He experienced a joyful, if belated, reconnection with his younger brother, John, who came to New York in 1976 and found a box of Brainard’s autobiographical writings in his apartment. The two became very close, bonding over their shared secret of the older brother’s homosexuality. But so far as Joe and The Collected Writings convey, his parents never learned the truth about Brainard’s personal life while he lived.

Brainard had a couple great romances, particularly with Kenward Elmslie, whose house in Calais, Vt., was a cherished retreat for their New York crowd. But Ron Padgett was the only person who watched Brainard’s transition from shy, skinny teenage Okie to accomplished, beloved artist. More importantly, Padgett watched his friend evolve as a man. His tone in Joe is nearly befuddled, like he still, 10 years after the death of a person he knew for four decades, can’t quite believe that he had the good fortune to know the guy at all:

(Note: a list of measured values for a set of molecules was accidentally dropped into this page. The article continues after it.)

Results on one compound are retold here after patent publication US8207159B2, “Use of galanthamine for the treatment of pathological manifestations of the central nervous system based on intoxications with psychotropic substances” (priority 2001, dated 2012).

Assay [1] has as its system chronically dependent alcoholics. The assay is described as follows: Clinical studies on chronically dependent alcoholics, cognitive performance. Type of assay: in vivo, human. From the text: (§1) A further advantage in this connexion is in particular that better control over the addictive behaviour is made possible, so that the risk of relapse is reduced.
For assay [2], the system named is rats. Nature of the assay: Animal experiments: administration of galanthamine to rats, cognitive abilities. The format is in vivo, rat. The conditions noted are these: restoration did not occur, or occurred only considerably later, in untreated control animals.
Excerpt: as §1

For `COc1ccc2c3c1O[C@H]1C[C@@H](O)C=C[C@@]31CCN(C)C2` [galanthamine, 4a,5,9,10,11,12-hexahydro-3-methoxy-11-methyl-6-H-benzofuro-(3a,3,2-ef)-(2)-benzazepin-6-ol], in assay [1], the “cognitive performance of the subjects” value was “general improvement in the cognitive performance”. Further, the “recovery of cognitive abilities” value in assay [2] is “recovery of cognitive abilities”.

His draftsmanship had a magical effect on me. Watching him draw always elicited a pleasant tingling in the back of my head and down my neck, as if someone were gently tickling me, and I would start to feel drowsy, like a child drifting off into an afternoon nap…When I look at Joe’s best drawings…[m]y eyes are experiencing something too happy for thinking, and somewhere inside me there is an onrush of gratitude, for once again I feel as if I am in touch with how amazing and beautiful the world looks.